Baldwin City approves $3.1M bond sale
The Baldwin City Council has approved a $3.1 million bond sale that will pay off short-term debt from several projects, including the city’s new police station and some infrastructure improvements.
On Feb. 2, the bond was put up for bidding, and later that day Jack Ryan-Feldman, of Baker Tilly Municipal Advisors, told the City Council that six financial institutions had placed bids. The low bidder, with an interest rate of 1.4%, was Leawood’s Country Club Bank, and the City Council approved selling the bond to the bank. The bond will take 20 years to retire.
“The bids were competitive based on market indices, and we’re very happy with the results,” Ryan-Feldman said.
The bond was intended to pay off short-term debt that the city had incurred on several projects. Specifically, the city took out four temporary notes in 2018 and 2019 to fund construction of the city’s new police station, the downtown Sullivan Square Park, improvements to First Street in the north part of the city and sewer improvements. The bond issue will allow the city to pay those debts back.
Earlier this year, the City Council introduced a new transparency requirement for bonds: When the city takes on bond debt, it has to pass an ordinance that identifies the sources of funding that will be used to retire the bonds. That requirement applied to this month’s bond sale, and Ryan-Feldman said the annual bond payments would come from the city’s general fund, debt-service levy, quality of life sales tax, capital improvement sales tax and special highway fund.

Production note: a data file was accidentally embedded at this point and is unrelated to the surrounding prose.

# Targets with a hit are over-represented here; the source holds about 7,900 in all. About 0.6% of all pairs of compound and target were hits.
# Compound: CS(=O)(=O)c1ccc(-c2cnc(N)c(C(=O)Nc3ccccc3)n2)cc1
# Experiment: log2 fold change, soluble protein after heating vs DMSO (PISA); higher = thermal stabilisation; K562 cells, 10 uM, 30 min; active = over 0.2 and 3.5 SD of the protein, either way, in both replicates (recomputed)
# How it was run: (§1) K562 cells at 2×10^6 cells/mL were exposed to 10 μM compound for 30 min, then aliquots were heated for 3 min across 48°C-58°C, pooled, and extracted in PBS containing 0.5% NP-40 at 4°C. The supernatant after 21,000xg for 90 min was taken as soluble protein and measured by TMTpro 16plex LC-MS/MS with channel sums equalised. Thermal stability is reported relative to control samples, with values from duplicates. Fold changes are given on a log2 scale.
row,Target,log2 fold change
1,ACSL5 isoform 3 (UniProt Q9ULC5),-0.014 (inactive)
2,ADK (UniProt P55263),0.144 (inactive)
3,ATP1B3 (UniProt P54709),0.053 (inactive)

Baldwin City Mayor Casey Simoneau said Saturday the city shouldn’t need to take on any more bond debt in the foreseeable future. The city’s new public works building and police station addressed two of its longstanding needs, he said, and although there might be more big projects on the horizon, they would have their own funding sources.
One of the projects Simoneau mentioned was a proposal to renovate the old gym on Chapel Street — as currently proposed, that project would be funded with a sales tax that would have to be approved by voters. Another possible project Simoneau mentioned was a second electrical substation for the city, which could be paid off through existing electrical department revenues.
Simoneau also said the city was exploring grant opportunities to help pay for the rehabilitation of downtown’s brick streets. He said the city has used a similar approach to fund sidewalk construction in recent years, with about $2 million in grants going toward the extension of its Safe Routes to School network. The city has also received a grant to install a multi-use trail along the Midland Railway tracks from U.S. 56 to High Street; that project is slated for this year.